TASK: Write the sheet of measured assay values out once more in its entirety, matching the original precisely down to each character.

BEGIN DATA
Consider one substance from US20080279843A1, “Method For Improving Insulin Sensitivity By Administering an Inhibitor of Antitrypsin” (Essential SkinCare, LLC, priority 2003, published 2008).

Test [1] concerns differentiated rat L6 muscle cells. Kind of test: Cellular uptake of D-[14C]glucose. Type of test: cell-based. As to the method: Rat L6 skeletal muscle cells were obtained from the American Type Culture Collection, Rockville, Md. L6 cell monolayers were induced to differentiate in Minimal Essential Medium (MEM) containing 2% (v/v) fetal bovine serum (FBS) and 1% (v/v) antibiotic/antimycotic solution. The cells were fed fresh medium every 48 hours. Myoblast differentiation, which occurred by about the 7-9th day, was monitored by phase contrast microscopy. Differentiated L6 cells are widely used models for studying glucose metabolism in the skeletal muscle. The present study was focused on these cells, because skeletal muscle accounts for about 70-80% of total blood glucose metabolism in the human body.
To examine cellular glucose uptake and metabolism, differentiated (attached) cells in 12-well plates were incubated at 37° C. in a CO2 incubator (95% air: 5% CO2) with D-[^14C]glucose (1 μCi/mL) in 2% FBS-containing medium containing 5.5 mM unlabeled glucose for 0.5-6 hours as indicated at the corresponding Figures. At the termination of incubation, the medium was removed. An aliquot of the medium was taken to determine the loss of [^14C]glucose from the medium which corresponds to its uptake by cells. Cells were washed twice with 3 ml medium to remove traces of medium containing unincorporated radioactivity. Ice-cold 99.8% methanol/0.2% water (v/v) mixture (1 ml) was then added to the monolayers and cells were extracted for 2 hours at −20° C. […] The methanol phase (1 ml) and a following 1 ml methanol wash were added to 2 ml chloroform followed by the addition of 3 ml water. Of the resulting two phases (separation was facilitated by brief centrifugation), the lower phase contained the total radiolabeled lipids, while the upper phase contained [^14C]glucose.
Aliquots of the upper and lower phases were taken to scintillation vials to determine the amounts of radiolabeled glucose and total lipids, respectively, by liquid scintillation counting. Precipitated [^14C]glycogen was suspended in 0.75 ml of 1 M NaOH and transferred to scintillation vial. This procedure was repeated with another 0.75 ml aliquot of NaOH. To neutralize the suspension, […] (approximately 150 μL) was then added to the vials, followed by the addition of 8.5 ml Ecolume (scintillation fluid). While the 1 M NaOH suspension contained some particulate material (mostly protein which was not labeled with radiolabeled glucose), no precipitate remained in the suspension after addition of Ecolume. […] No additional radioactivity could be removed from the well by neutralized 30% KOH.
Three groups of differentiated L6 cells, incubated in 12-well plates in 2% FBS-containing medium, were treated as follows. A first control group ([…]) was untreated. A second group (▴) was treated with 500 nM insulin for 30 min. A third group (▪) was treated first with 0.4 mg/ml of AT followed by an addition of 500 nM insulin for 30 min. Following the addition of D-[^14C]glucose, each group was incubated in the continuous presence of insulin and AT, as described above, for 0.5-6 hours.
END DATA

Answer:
Consider one substance from US20080279843A1, “Method For Improving Insulin Sensitivity By Administering an Inhibitor of Antitrypsin” (Essential SkinCare, LLC, priority 2003, published 2008).

Test [1] concerns differentiated rat L6 muscle cells. Kind of test: Cellular uptake of D-[14C]glucose. Type of test: cell-based. As to the method: Rat L6 skeletal muscle cells were obtained from the American Type Culture Collection, Rockville, Md. L6 cell monolayers were induced to differentiate in Minimal Essential Medium (MEM) containing 2% (v/v) fetal bovine serum (FBS) and 1% (v/v) antibiotic/antimycotic solution. The cells were fed fresh medium every 48 hours. Myoblast differentiation, which occurred by about the 7-9th day, was monitored by phase contrast microscopy. Differentiated L6 cells are widely used models for studying glucose metabolism in the skeletal muscle. The present study was focused on these cells, because skeletal muscle accounts for about 70-80% of total blood glucose metabolism in the human body.
To examine cellular glucose uptake and metabolism, differentiated (attached) cells in 12-well plates were incubated at 37° C. in a CO2 incubator (95% air: 5% CO2) with D-[^14C]glucose (1 μCi/mL) in 2% FBS-containing medium containing 5.5 mM unlabeled glucose for 0.5-6 hours as indicated at the corresponding Figures. At the termination of incubation, the medium was removed. An aliquot of the medium was taken to determine the loss of [^14C]glucose from the medium which corresponds to its uptake by cells. Cells were washed twice with 3 ml medium to remove traces of medium containing unincorporated radioactivity. Ice-cold 99.8% methanol/0.2% water (v/v) mixture (1 ml) was then added to the monolayers and cells were extracted for 2 hours at −20° C. […] The methanol phase (1 ml) and a following 1 ml methanol wash were added to 2 ml chloroform followed by the addition of 3 ml water. Of the resulting two phases (separation was facilitated by brief centrifugation), the lower phase contained the total radiolabeled lipids, while the upper phase contained [^14C]glucose.
Aliquots of the upper and lower phases were taken to scintillation vials to determine the amounts of radiolabeled glucose and total lipids, respectively, by liquid scintillation counting. Precipitated [^14C]glycogen was suspended in 0.75 ml of 1 M NaOH and transferred to scintillation vial. This procedure was repeated with another 0.75 ml aliquot of NaOH. To neutralize the suspension, […] (approximately 150 μL) was then added to the vials, followed by the addition of 8.5 ml Ecolume (scintillation fluid). While the 1 M NaOH suspension contained some particulate material (mostly protein which was not labeled with radiolabeled glucose), no precipitate remained in the suspension after addition of Ecolume. […] No additional radioactivity could be removed from the well by neutralized 30% KOH.
Three groups of differentiated L6 cells, incubated in 12-well plates in 2% FBS-containing medium, were treated as follows. A first control group ([…]) was untreated. A second group (▴) was treated with 500 nM insulin for 30 min. A third group (▪) was treated first with 0.4 mg/ml of AT followed by an addition of 500 nM insulin for 30 min. Following the addition of D-[^14C]glucose, each group was incubated in the continuous presence of insulin and AT, as described above, for 0.5-6 hours.